The Philadelphia 76ers got an unexpected scoring boost from Caldwell Jones tonight and used it for the impetus to come from behind and beat Boston, 121-113, and gain a split in the first two games of the NBA Eastern Conference finals. The Celtics had romped, 121-81, in Sunday's opener.
Jones, a defensive specialist who averaged eight points a game in the regular season, scored eight straight points late in the fourth quarter and finished with 22.
"We matched base line jumpers with them for a while, Caldwell against Larry (Bird)" Boston Coach Bill Fitch said, shaking his head. "Caldwell hit nothing but net and Larry hit nothing but iron. That's one reason games are lost, the ball just won't go in."
The Celtics now have lost the home-court advantage and must play back-to-back games in Philadelphia Saturday and Sunday afternoons before returning here for Game 5 next Wednesday.
Coach Billy Cunningham said that one of his pregame plans was to try to get Jones more involved in the offense. Philadelphia's 7-foot-1 center scored six points in the first four minutes, but then didn't start shooting again until midway through the third period.
"I'm the designated hitter," Jones said, with a smile. "They don't call on me until they need me."
The 76ers had nudged in front, 105-100, when Jones went into his act. He was wide open on the left side when he hit his first 14-footer. On the next possession, Philadelphia ran the same play and he connected again. The play repeated with the same results and the 76ers were in front, 111-106, prompting Fitch to angrily wave for a timeout.
"Don't blame (Robert) Parish for all those shots," Fitch said. "A teammate called switch three times and then didn't get out and cover Jones. It wasn't one man's responsiblity."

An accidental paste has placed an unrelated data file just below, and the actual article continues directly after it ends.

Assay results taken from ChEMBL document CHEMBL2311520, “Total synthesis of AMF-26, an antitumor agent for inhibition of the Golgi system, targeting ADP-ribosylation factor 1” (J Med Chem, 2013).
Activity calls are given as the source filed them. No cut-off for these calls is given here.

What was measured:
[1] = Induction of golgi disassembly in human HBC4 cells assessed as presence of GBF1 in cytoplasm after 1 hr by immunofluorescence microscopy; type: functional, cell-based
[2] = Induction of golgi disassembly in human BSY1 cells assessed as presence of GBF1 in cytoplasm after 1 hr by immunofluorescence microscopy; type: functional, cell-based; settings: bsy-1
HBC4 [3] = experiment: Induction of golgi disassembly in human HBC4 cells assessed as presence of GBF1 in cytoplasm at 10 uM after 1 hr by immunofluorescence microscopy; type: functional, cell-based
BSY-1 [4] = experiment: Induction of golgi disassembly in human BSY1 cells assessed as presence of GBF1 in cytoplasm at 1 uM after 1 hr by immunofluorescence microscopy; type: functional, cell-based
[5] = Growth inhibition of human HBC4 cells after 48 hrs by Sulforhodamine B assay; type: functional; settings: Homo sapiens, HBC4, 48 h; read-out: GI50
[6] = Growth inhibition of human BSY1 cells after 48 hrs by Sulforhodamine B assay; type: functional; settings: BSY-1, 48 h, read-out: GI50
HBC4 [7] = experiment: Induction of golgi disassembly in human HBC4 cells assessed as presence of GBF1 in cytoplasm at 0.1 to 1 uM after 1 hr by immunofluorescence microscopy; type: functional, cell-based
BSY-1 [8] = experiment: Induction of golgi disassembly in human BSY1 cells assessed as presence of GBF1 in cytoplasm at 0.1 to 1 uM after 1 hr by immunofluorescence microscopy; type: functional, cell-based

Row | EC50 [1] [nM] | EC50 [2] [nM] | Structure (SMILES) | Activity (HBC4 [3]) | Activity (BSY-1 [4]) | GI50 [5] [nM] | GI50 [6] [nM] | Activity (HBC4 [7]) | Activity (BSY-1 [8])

When play resumed, Jones went into action again, this time with a sweeping running hook in the lane, which probably surprised even some of his teammates.
Andrew Toney, the game's top scorer with 30 points, then made a 15-footer and layup after a pass from Maurice Cheeks (14 assists) and the 76ers were in command, 117-108, with 1:47 to play.
"The game plan was to move Parish away from the hoop so they couldn't play team defense and help out," Jones said. "We wanted to make them play one-on-one defense."
Philadelphia took the first substanial lead, 18-13, but Bird scored six straight points and M.L. Carr made a breakaway layup to put the Celtics in front, 21-18.
Darryl Dawkins, who was replaced in the starting lineup by Bobby Jones, entered the game after eight minutes and scored seven points in three minutes to give the 76ers a 31-29 lead going into the second period.
After Cedric Maxwell's three-point play tied the game at 49, Philadelphia scored nine of the next 11 points. Toney scored nine points against Chris Ford in the last 4 1/2 minutes of the first half to help boost Philadelphia's lead to 62-56 at intermission.
There were 16 lead changes in the third period, which ended with the Celtics in front, 90-88, after Kevin McHale scored the last four points. Parish, scoreless in the first half when he picked up his third foul in the closing seconds of the first period, came back with 11 points in the third quarter.
Toney scored Philadelphia's first six points of the fourth quarter, but Nate Archibald answered with six of his own and the Celtics still led, 100-99. Clint Richardson made a 12-footer, Bobby Jones made two free throws and Richardson added a pair of foul shots to move Philadelphia in front, 105-100.
Then Caldwell Jones took over, just like he did when he scored 20 points in Philadelphia's sixth-game--and deciding--victory Friday night in Milwaukee.
"This is the way Philadelphia played against Milwaukee," Fitch said. "This is the way they're capable of playing, but they can play even better. It's going to be a hell of a series."